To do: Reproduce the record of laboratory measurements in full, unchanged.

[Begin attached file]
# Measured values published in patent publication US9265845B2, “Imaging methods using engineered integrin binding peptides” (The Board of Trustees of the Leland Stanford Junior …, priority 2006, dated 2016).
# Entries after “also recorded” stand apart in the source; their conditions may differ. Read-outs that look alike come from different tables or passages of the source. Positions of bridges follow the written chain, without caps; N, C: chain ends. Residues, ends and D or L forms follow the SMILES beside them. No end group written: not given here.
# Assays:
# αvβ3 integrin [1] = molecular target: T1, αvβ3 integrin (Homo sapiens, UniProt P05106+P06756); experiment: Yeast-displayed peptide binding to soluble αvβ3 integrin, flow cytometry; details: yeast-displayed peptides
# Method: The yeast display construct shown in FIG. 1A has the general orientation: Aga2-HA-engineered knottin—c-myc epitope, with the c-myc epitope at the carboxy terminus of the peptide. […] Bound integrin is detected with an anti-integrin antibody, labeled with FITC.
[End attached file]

# Measured values published in patent publication US9265845B2, “Imaging methods using engineered integrin binding peptides” (The Board of Trustees of the Leland Stanford Junior …, priority 2006, dated 2016).
# Entries after “also recorded” stand apart in the source; their conditions may differ. Read-outs that look alike come from different tables or passages of the source. Positions of bridges follow the written chain, without caps; N, C: chain ends. Residues, ends and D or L forms follow the SMILES beside them. No end group written: not given here.
# Assays:
# αvβ3 integrin [1] = molecular target: T1, αvβ3 integrin (Homo sapiens, UniProt P05106+P06756); experiment: Yeast-displayed peptide binding to soluble αvβ3 integrin, flow cytometry; details: yeast-displayed peptides
# Method: The yeast display construct shown in FIG. 1A has the general orientation: Aga2-HA-engineered knottin—c-myc epitope, with the c-myc epitope at the carboxy terminus of the peptide. […] Bound integrin is detected with an anti-integrin antibody, labeled with FITC.